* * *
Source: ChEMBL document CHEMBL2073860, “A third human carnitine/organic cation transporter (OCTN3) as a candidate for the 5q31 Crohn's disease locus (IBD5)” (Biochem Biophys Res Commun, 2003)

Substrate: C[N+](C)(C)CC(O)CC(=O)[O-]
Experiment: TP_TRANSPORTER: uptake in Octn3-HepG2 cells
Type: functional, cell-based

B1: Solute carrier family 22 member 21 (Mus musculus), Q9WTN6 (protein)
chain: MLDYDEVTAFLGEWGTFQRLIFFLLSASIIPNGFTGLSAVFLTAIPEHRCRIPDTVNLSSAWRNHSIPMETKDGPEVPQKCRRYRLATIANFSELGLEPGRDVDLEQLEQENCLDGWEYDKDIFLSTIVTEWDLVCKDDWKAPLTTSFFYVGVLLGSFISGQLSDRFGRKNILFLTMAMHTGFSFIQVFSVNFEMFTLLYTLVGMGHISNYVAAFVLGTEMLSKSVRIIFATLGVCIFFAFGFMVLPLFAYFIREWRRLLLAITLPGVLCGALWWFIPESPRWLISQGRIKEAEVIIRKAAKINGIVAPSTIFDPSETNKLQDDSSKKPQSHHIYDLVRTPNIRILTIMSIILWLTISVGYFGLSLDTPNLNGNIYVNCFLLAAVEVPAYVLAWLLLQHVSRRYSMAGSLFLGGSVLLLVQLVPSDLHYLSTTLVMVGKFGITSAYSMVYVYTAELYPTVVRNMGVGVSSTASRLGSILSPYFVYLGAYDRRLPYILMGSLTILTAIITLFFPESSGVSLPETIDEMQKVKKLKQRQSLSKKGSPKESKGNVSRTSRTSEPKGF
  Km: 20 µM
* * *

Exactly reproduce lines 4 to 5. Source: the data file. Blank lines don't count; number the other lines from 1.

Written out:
Type: functional, cell-based

B1: Solute carrier family 22 member 21 (Mus musculus), Q9WTN6 (protein)